If there is one problem with getting past the intermediate level of Japanese, it is that you reach this point where you know a good amount of grammar and have a firm understanding of what the Japanese language is like, but when you open a book, website, or manga you come to the horrible realization that you don't know anything. It is not true, of course, but it sure feels like it. It is almost impossible to read something and know all the kanji or grammar in it when you are at that in between place. Luckily, in the last few years, more and more options for intermediate learners have sprung up for those of us stuck in the middle.
Read Real Japanese: Contemporary Writings by Popular Authors contains eight essays by current, popular Japanese authors. Read Real Japanese: Short Stories by Contemporary Writers contains six short stories by another set of current authors. They have my favorite kind of layout: Japanese on one side and English on the other. The Japanese, unlike most of the other books I have been able to find, is vertical like the original texts would be, not reformatted to be read left to right. They also include furigana for easier, faster reading. The English pages have numbers corresponding to the Japanese sentences with what they mean in English, but they can't really be considered "literary" translations. In fact, I wouldn't call them "translations" per se, but more of a gloss to understand what you are reading.
Probably the most useful addition to these books is the inclusion of a notes section for each essay and/or story. This section contains the translators' decisions, and in some cases their thought processes, regarding how they decided to translate or understand the text in English. For aspiring translators this section is invaluable. Having firsthand translation notes and explanations for you to compare to your own decisions while you improve your knowledge of Japanese is insanely helpful. But the English translation is more than enough to warrant picking this thing up.
It is more than that though. There is also a dictionary in the back of each book, which has the exact meanings for the word usage in the books. That means you don't have to wade through dictionaries on your own trying to figure out the which meaning fits the word in that context. They picked the right ones and gave them to you.
To top it all off there are audio CDs in the back covers narrated by Japanese actress Reiko Matsunaga. She has a beautiful, clear voice and the audio is nothing short of gorgeous. The only problem is that she does all of the audio. She uses a slightly deeper tone when reading things written by and from the point of view of male characters, but that does not make up for the lack of a male voice. The only improvement I could hope for would be that a male voice actor could record these stories and essays as well, so that both male and female listeners could benefit in their own shadowing studies. Surprisingly enough, there does seem to be a lack of male voiced content when it comes to Japanese studies.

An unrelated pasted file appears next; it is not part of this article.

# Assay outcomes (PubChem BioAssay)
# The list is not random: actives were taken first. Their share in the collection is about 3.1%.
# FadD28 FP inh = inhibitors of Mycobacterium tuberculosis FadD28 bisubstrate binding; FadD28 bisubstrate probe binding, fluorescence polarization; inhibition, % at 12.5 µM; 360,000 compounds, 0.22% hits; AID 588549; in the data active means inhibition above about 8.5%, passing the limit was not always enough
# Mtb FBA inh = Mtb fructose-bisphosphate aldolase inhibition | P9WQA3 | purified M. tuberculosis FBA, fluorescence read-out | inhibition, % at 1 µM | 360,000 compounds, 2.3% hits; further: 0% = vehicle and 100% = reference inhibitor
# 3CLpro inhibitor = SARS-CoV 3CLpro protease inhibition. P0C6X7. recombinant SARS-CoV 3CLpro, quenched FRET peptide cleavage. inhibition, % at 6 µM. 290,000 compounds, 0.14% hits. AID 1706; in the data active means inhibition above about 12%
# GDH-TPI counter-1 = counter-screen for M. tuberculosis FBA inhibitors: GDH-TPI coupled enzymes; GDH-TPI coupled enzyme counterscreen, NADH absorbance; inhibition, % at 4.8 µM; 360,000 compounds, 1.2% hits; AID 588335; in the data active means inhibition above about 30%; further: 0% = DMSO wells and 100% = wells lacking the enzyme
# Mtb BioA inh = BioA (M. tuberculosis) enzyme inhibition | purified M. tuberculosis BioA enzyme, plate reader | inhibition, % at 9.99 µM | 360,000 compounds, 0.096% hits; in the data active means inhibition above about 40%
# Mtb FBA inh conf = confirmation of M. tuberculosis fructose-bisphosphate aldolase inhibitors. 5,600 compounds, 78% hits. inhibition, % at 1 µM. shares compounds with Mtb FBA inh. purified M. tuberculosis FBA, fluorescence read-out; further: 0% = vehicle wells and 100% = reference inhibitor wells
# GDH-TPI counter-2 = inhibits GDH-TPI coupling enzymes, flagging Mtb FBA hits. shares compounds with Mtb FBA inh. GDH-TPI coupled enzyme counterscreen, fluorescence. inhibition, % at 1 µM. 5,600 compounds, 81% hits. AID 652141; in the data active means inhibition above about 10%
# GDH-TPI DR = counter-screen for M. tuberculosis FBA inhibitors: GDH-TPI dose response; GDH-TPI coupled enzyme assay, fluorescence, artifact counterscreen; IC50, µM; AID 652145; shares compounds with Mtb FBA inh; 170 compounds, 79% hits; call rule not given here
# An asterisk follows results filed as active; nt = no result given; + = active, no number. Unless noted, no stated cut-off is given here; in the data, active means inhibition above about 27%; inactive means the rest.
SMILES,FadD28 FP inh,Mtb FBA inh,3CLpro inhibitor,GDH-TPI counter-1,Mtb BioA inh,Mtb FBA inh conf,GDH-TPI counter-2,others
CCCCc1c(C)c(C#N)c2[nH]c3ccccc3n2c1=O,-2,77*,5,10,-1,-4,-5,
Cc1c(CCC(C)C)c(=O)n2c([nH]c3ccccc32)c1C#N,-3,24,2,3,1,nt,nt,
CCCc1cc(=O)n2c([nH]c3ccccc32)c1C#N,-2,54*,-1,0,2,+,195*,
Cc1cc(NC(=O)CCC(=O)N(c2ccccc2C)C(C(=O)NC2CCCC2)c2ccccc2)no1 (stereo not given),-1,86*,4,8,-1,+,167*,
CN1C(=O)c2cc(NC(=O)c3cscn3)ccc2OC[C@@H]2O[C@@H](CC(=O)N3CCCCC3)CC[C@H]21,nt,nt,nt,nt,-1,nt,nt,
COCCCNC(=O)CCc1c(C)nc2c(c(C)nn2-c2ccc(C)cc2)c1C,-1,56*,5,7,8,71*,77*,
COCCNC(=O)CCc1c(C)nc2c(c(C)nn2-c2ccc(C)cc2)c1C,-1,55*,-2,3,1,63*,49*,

Raising the Bar
As much as this book says it is for intermediate learners, I can't help but feel like it is a little more advanced than that. The side-by-side English is extremely helpful, but if you have only been learning Japanese for two years or so you will probably have a great deal of trouble getting through these essays and stories. I guess that depends on your study methods and schooling, but I would really like to stress that this will be hard for intermediate students. If you find that it is too difficult for your current level, pick up some simple manga or children's books first, and try again when you think you are ready.
This is also one of the only resources of this type that I have found to include female authors. That may not sound like a big deal, but Japanese literature in translation is already so lacking, that when you look at the state of women in translation it is just abysmal. Their inclusion of Japanese authors like Sakai Junko, Kawakami Hiromi, and Yoshimoto Banana gives me hope that more female authors' work will become available in this format in the future.
On the other hand, they are an aspiring translator's dream. If you want to go into the details and decisions that are made in the Japanese – English translation process, these books are great just for that. Even if you only went through and read the notes sections, I feel like you could get a lot out of them (but why skip the fun part?).
I think it can also really help out if you are teaching yourself Japanese without a class or dedicated teacher. The benefit to taking advanced classes at the college level is the wealth of material they throw at you. No one learns an entire language from a single textbook. There are all those juicy handouts and extra essays and research topics you will be missing out on if you aren't in a situation where you can attend classes. This book really picks up that slack. You're getting real essays, real stories, real Japanese, vocabulary lists, and an inside look at how other people understand Japanese. Oh, and you get to listen to how everything is pronounced too. It doesn't get much better than that.
Read Real Japanese - Verdict
If you are an intermediate or advanced student of Japanese, and especially if you are interested in translation, you should get these books. You might find them intimidating and leave them on the shelf for a few months, but someday you will get to the level where you can power your way through them. They provide a solid tool for learning how to read actual Japanese, not something tailor made for your level, and the essays and stories they picked are mostly really interesting. Once you are done you will probably be craving more, and you will already have a list of authors you like that you can choose from. I think at some point every student of Japanese should give these a try. You won't regret it.